Kristen Lombardi’s project about sexual assault on campuses, Bernard Lefkowitz’s Our Guys

Bernard Lefkowitz writes about rape in suburban New Jersey; Kristen Lombardi tackles the issue on the nation's campuses

Dart Fellow Kristen Lombardi and the Center for Public Integrity have released the first part of what promises to be a groundbreaking series about the often mystifying processes colleges use to handle sexual assaults of women on campus.

Lombardi blends legal information, survivors’ accounts in print and multi-media form, and a detailed explanation of the various ways campuses deal with this widespread problem (She cites one study that estimates that as many as one in five women is sexually assaulted during her college years.).

In this opening installation of this nine-month investigation, Lombardi paints a devastating picture of an ineffective system that often humiliates and isolates the victim while doing little to punish the perpetrator.  A reporter’s tool kit  full of useful information for other people seeking to investigate the subject further is included, too.

It’s a bravura performance by Lombardi, who previously has done outstanding work on the church sex abuse scandal and the environmental havoc wreaked by the coal industry.

While the initial part of this project focused on colleges’ procedures for handling sexual assaults, Bernard Lefkowitz writes in Our Boys about a suburban New Jersey community that gave tacit permission to, and then supported, young male rapists in their abuse of Leslie Faber, a young developmentally delayed woman.

Our Boys is set in Glen Ridge, New Jersey, the home of Thomas Maypother, later known the world over as Tom Cruise.  The leafy, nearly all-white suburb gave an air of being unchanged since its founding in the late 1800s. 

But there was a dark side to this seemingly idyllic enclave. Martin Clayton, my former boss at South Shore Community News, told me that he used to refuse to deliver pizzas in the town because he would inevitably be stopped by the police and asked why he, a black man, was int the community.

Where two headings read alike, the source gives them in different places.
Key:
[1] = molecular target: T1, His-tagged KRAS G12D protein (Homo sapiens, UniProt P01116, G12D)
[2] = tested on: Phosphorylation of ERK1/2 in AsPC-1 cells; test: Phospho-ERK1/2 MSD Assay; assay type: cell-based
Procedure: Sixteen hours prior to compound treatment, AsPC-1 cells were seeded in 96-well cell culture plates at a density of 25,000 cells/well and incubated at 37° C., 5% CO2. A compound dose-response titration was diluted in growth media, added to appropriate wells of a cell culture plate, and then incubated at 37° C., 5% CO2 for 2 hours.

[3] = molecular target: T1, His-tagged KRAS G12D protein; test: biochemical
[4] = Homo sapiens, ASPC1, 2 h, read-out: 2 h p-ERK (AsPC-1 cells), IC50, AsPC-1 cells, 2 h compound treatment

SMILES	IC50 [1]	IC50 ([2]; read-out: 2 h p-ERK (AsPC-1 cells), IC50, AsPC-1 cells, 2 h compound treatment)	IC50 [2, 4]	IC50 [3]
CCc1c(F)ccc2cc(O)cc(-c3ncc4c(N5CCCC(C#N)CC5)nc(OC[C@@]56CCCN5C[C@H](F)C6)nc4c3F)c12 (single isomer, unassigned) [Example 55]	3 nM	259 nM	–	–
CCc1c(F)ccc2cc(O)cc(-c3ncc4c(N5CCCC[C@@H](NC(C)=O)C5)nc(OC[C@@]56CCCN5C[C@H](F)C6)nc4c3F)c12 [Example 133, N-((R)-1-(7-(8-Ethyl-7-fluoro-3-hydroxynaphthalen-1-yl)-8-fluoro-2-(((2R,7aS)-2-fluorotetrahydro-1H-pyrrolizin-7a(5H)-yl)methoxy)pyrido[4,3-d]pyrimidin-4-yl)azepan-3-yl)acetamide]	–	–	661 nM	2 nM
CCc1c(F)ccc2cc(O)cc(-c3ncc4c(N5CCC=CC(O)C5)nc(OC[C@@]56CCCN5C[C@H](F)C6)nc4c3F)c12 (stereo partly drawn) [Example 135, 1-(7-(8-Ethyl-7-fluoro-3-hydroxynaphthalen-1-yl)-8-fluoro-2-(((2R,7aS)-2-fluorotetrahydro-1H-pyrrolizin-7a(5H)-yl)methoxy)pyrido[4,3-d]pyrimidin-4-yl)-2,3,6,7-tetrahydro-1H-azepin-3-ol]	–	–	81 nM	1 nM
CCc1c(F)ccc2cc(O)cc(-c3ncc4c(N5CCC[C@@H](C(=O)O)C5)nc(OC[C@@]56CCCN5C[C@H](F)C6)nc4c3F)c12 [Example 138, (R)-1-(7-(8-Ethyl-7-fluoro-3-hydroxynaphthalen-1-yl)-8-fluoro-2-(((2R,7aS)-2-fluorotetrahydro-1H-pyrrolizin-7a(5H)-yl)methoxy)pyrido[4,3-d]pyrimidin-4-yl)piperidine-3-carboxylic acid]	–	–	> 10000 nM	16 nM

The town privileged its athletes, the “boys’ in the title, who often destroyed houses at weekend parties and treated women and property with equal doses of contempt.

The details of exactly what happened in the basement between a number of the boys and the young woman will likely never be fully resolved, and Lefkowitz made it clear that some violation occurred with a baseball bat and a broomstick.

This is chilling enough, and the true outrage of Lefkowitz’s book is how the townspeople support the boys as their actions become more known.  Lefkowitz strikes an effective balance between providing enough detail to let the reader judge for herself while also making it clear where he stands.

It’s unnerving content, but an area that we must confront if we are to make any dent in the problem.  Lombardi and Lefkowitz deserve praise for bringing this critical issue, and the lack of accountability, to light.


5 responses to “Kristen Lombardi’s project about sexual assault on campuses, Bernard Lefkowitz’s Our Guys

  1. jeffkellylowenstein3

    Thanks for sharing this, Susan. Good luck with your project.